Chattanoogans have enjoyed the automobiles made by the creative Detroit manufacturing engineers for decades, but they also once enjoyed the company of one of these creative minds.
For a number of years, Walter Marr, Buick’s chief engineer, lived on Signal Mountain.
His arrival came after he had climbed his own figurative mountain of success.
Born on Aug. 14, 1865, in Lake Huron, Mich., just days after the Civil War ended, he came from humble origins, In fact, Mr. Marr began working at a young age to help support his family.
He soon became accustomed to both physical and mental hard work.
While working at a sawmill and steamboat engineering company in Saginaw, Mich., he developed an interest in steam engine cars.
About this same time, he married Abbie Farrar. They would have three children: Olive Elizabeth Marr Mathes, Walter Durant Marr, and Sarah Ashelford Marr Hays.
Mr. Marr later became a bicycle manufacturer and was literally on the road to success.
He also continued to look at engine development as a hobby. Around 1898, he produced a four-cylinder gasoline motor wagon.
While doing some of this work, he became acquainted with another neighborhood engine enthusiast by the name of Henry Ford. Mr. Ford would be the first of several automobile pioneers with whom Mr. Marr became well acquainted.
Mr. Marr continued his automobile engine development and soon produced an engine in which the valves were placed in the motor head. Mounting it there helped develop better horsepower, he realized.
This would be a forerunner to the well-known overhead valve engine,
He later helped develop a boat engine for a man named David Buick. Mr. Buick was interested primarily in stationary engines, but his business was sold to a wagon company interested in developing one of the early automobiles.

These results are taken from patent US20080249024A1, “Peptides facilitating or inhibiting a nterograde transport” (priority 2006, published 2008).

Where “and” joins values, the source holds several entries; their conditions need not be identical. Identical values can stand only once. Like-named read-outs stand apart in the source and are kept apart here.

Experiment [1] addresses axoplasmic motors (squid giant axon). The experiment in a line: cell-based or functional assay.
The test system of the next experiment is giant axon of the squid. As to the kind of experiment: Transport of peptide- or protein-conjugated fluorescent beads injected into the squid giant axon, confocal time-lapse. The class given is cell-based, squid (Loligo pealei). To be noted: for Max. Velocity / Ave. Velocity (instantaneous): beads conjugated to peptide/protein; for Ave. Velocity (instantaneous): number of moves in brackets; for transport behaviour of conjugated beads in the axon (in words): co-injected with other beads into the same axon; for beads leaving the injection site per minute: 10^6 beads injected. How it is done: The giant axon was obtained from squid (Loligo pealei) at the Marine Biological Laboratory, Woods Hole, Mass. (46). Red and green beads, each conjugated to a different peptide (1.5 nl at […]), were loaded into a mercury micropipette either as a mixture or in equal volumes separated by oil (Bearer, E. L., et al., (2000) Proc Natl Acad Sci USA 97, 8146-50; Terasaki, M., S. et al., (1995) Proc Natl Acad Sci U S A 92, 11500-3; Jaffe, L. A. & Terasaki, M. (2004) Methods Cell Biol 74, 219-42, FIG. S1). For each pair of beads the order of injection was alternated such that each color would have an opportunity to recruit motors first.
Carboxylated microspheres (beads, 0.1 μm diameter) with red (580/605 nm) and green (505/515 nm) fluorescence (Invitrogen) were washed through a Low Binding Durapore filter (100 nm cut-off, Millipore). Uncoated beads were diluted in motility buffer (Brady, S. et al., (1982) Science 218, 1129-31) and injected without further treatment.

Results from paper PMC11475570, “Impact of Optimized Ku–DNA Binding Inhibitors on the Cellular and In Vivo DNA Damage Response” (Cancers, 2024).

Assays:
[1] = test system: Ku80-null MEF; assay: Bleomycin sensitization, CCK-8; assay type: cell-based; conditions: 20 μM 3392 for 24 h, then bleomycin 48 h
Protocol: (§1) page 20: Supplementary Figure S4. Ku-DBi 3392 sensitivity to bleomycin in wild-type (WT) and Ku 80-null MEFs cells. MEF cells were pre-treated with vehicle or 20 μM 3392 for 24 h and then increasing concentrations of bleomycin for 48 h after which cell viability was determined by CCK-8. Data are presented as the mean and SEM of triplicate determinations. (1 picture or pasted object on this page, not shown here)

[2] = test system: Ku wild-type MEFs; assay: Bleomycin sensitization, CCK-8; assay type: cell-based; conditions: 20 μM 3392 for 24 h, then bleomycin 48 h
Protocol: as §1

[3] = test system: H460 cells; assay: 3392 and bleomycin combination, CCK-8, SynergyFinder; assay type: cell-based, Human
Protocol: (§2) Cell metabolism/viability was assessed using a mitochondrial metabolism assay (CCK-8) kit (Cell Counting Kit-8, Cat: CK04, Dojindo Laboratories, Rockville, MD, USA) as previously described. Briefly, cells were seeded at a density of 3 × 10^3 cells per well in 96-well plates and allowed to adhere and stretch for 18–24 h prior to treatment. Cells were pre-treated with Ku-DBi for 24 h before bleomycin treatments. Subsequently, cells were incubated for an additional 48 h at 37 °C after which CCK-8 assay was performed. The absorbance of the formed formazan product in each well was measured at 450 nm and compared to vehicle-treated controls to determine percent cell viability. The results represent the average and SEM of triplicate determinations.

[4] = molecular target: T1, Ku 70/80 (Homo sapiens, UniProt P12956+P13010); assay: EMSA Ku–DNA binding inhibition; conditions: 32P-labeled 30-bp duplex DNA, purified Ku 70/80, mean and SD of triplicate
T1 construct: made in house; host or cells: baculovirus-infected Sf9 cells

Mr. Buick never became much of a business success after selling out, but his name lives on with the Buick automobile.
Mr. Marr stayed on with new Buick owner William “Billy” Durant through the early days of the automobile industry and after Mr. Durant helped merge several companies to form General Motors. As a result, he became quite wealthy.
Mr. Marr served as Buick’s chief engineer until 1918 and consulting engineer until 1923.
Although he enjoyed much success in the automobile industry, the stress and strain of his creative work often kept him from enjoying much sleep.
In 1914, while visiting Chattanooga with a Buick zone manager, he spent the night at the Signal Mountain Inn. He reportedly slept better than he had in months.
He later spent a few months there with his family and the next year purchased a cottage near the inn. The cottage was named “It Suits Me,” after the comment his wife made when asked if she wanted to live in Chattanooga permanently.
Mr. Marr’s granddaughter and grandson-in-law, Mr. and Mrs. William B. Close, have lived in the cottage since 1952.
Nearby, Mr. Marr later built a palatial home called Marrcrest. Because of a fire that had occurred at one of his plants in Illinois, he constructed Marrcrest of fireproof materials, including poured concrete and marble floors.
An even larger home had been planned at one time, but a downturn in the automobile industry halted those plans.
As the years passed, he became a popular Signal Mountain resident. He donated the money to build Signal Mountain Presbyterian Church, and the chapel was later called Marr Memorial Chapel.
He was also a flying enthusiast, and Marr Field was named in his honor. Located near the south end of Amnicola Highway, it was once the scene of a visit by Charles Lindbergh and his Spirit of St. Louis plane after the noted pilot’s first transatlantic flight in 1927.
Mr. Marr, who soared to amazing heights himself in his work, died on Dec. 11, 1941.